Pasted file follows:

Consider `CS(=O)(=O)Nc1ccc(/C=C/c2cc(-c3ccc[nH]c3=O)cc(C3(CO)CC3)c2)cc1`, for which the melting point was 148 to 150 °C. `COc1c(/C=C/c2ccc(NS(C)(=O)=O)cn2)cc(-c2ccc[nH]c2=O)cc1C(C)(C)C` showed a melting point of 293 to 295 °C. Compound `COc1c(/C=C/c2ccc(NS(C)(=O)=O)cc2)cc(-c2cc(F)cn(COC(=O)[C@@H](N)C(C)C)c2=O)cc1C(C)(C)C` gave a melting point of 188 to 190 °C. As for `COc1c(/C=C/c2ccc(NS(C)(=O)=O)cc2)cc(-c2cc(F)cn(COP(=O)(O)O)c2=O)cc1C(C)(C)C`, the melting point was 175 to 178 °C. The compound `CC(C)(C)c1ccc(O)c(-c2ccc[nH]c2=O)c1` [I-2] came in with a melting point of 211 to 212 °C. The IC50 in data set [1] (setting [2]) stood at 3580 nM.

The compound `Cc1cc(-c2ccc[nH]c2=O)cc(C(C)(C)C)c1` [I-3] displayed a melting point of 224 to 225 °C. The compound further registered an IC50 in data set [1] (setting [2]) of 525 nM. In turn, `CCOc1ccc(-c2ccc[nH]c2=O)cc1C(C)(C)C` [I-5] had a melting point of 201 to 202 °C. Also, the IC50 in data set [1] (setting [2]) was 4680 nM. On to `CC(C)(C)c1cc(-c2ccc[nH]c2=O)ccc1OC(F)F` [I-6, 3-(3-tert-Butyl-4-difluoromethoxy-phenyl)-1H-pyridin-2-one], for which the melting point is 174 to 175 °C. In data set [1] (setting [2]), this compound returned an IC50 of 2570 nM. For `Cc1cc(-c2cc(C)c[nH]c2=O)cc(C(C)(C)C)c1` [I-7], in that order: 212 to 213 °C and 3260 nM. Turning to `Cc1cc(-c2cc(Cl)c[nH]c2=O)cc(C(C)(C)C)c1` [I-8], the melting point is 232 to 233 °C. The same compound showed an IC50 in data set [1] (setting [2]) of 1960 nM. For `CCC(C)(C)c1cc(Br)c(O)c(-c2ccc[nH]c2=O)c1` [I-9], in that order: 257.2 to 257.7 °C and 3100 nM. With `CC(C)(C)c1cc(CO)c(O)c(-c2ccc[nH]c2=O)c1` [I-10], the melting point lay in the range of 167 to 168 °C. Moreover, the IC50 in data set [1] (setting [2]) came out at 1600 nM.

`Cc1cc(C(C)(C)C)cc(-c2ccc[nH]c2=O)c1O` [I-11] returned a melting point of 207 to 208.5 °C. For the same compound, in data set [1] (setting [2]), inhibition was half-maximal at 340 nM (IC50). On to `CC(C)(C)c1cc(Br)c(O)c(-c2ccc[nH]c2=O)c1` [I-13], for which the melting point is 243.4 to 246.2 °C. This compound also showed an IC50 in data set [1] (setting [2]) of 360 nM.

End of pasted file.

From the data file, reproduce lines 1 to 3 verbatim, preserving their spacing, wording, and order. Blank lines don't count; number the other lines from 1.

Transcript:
Consider `CS(=O)(=O)Nc1ccc(/C=C/c2cc(-c3ccc[nH]c3=O)cc(C3(CO)CC3)c2)cc1`, for which the melting point was 148 to 150 °C. `COc1c(/C=C/c2ccc(NS(C)(=O)=O)cn2)cc(-c2ccc[nH]c2=O)cc1C(C)(C)C` showed a melting point of 293 to 295 °C. Compound `COc1c(/C=C/c2ccc(NS(C)(=O)=O)cc2)cc(-c2cc(F)cn(COC(=O)[C@@H](N)C(C)C)c2=O)cc1C(C)(C)C` gave a melting point of 188 to 190 °C. As for `COc1c(/C=C/c2ccc(NS(C)(=O)=O)cc2)cc(-c2cc(F)cn(COP(=O)(O)O)c2=O)cc1C(C)(C)C`, the melting point was 175 to 178 °C. The compound `CC(C)(C)c1ccc(O)c(-c2ccc[nH]c2=O)c1` [I-2] came in with a melting point of 211 to 212 °C. The IC50 in data set [1] (setting [2]) stood at 3580 nM.

The compound `Cc1cc(-c2ccc[nH]c2=O)cc(C(C)(C)C)c1` [I-3] displayed a melting point of 224 to 225 °C. The compound further registered an IC50 in data set [1] (setting [2]) of 525 nM. In turn, `CCOc1ccc(-c2ccc[nH]c2=O)cc1C(C)(C)C` [I-5] had a melting point of 201 to 202 °C. Also, the IC50 in data set [1] (setting [2]) was 4680 nM. On to `CC(C)(C)c1cc(-c2ccc[nH]c2=O)ccc1OC(F)F` [I-6, 3-(3-tert-Butyl-4-difluoromethoxy-phenyl)-1H-pyridin-2-one], for which the melting point is 174 to 175 °C. In data set [1] (setting [2]), this compound returned an IC50 of 2570 nM. For `Cc1cc(-c2cc(C)c[nH]c2=O)cc(C(C)(C)C)c1` [I-7], in that order: 212 to 213 °C and 3260 nM. Turning to `Cc1cc(-c2cc(Cl)c[nH]c2=O)cc(C(C)(C)C)c1` [I-8], the melting point is 232 to 233 °C. The same compound showed an IC50 in data set [1] (setting [2]) of 1960 nM. For `CCC(C)(C)c1cc(Br)c(O)c(-c2ccc[nH]c2=O)c1` [I-9], in that order: 257.2 to 257.7 °C and 3100 nM. With `CC(C)(C)c1cc(CO)c(O)c(-c2ccc[nH]c2=O)c1` [I-10], the melting point lay in the range of 167 to 168 °C. Moreover, the IC50 in data set [1] (setting [2]) came out at 1600 nM.

`Cc1cc(C(C)(C)C)cc(-c2ccc[nH]c2=O)c1O` [I-11] returned a melting point of 207 to 208.5 °C. For the same compound, in data set [1] (setting [2]), inhibition was half-maximal at 340 nM (IC50). On to `CC(C)(C)c1cc(Br)c(O)c(-c2ccc[nH]c2=O)c1` [I-13], for which the melting point is 243.4 to 246.2 °C. This compound also showed an IC50 in data set [1] (setting [2]) of 360 nM.